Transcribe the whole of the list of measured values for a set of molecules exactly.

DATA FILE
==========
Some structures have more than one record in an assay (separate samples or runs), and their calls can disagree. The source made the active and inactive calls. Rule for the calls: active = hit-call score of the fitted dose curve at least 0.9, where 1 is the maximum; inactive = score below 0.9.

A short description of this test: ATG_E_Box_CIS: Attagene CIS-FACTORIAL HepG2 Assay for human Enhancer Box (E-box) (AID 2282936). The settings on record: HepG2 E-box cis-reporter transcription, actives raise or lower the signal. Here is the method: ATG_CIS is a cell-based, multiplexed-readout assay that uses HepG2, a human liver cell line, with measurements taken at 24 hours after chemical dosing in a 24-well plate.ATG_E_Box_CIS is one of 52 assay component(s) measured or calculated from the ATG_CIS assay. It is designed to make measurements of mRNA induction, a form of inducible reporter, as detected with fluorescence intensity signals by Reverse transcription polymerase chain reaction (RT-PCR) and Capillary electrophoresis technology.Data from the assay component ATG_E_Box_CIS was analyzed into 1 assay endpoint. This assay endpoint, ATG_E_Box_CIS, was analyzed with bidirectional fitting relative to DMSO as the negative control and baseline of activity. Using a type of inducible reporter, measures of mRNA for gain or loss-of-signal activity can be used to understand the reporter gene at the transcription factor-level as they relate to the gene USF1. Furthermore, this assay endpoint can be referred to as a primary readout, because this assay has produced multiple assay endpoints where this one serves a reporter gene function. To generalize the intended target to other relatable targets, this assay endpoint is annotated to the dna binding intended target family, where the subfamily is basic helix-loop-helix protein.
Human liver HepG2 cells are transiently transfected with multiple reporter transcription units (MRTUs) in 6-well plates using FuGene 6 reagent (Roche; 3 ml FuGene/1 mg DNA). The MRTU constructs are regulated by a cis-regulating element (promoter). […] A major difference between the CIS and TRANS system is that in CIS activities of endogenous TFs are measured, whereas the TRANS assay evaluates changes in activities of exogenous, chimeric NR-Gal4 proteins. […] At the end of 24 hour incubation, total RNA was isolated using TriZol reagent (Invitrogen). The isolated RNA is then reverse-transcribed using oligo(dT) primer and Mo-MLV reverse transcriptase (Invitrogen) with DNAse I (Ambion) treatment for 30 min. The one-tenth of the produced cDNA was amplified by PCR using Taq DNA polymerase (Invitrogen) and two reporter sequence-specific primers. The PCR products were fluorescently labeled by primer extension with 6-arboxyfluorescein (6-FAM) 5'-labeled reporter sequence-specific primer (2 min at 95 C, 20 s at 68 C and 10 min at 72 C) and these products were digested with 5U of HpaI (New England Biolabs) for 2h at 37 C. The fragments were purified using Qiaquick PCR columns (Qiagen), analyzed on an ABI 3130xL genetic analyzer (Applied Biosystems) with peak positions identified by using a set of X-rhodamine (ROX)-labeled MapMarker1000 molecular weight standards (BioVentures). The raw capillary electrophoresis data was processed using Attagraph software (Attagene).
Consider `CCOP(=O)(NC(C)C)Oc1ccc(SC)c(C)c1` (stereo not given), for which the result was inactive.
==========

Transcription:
Some structures have more than one record in an assay (separate samples or runs), and their calls can disagree. The source made the active and inactive calls. Rule for the calls: active = hit-call score of the fitted dose curve at least 0.9, where 1 is the maximum; inactive = score below 0.9.

A short description of this test: ATG_E_Box_CIS: Attagene CIS-FACTORIAL HepG2 Assay for human Enhancer Box (E-box) (AID 2282936). The settings on record: HepG2 E-box cis-reporter transcription, actives raise or lower the signal. Here is the method: ATG_CIS is a cell-based, multiplexed-readout assay that uses HepG2, a human liver cell line, with measurements taken at 24 hours after chemical dosing in a 24-well plate.ATG_E_Box_CIS is one of 52 assay component(s) measured or calculated from the ATG_CIS assay. It is designed to make measurements of mRNA induction, a form of inducible reporter, as detected with fluorescence intensity signals by Reverse transcription polymerase chain reaction (RT-PCR) and Capillary electrophoresis technology.Data from the assay component ATG_E_Box_CIS was analyzed into 1 assay endpoint. This assay endpoint, ATG_E_Box_CIS, was analyzed with bidirectional fitting relative to DMSO as the negative control and baseline of activity. Using a type of inducible reporter, measures of mRNA for gain or loss-of-signal activity can be used to understand the reporter gene at the transcription factor-level as they relate to the gene USF1. Furthermore, this assay endpoint can be referred to as a primary readout, because this assay has produced multiple assay endpoints where this one serves a reporter gene function. To generalize the intended target to other relatable targets, this assay endpoint is annotated to the dna binding intended target family, where the subfamily is basic helix-loop-helix protein.
Human liver HepG2 cells are transiently transfected with multiple reporter transcription units (MRTUs) in 6-well plates using FuGene 6 reagent (Roche; 3 ml FuGene/1 mg DNA). The MRTU constructs are regulated by a cis-regulating element (promoter). […] A major difference between the CIS and TRANS system is that in CIS activities of endogenous TFs are measured, whereas the TRANS assay evaluates changes in activities of exogenous, chimeric NR-Gal4 proteins. […] At the end of 24 hour incubation, total RNA was isolated using TriZol reagent (Invitrogen). The isolated RNA is then reverse-transcribed using oligo(dT) primer and Mo-MLV reverse transcriptase (Invitrogen) with DNAse I (Ambion) treatment for 30 min. The one-tenth of the produced cDNA was amplified by PCR using Taq DNA polymerase (Invitrogen) and two reporter sequence-specific primers. The PCR products were fluorescently labeled by primer extension with 6-arboxyfluorescein (6-FAM) 5'-labeled reporter sequence-specific primer (2 min at 95 C, 20 s at 68 C and 10 min at 72 C) and these products were digested with 5U of HpaI (New England Biolabs) for 2h at 37 C. The fragments were purified using Qiaquick PCR columns (Qiagen), analyzed on an ABI 3130xL genetic analyzer (Applied Biosystems) with peak positions identified by using a set of X-rhodamine (ROX)-labeled MapMarker1000 molecular weight standards (BioVentures). The raw capillary electrophoresis data was processed using Attagraph software (Attagene).
Consider `CCOP(=O)(NC(C)C)Oc1ccc(SC)c(C)c1` (stereo not given), for which the result was inactive.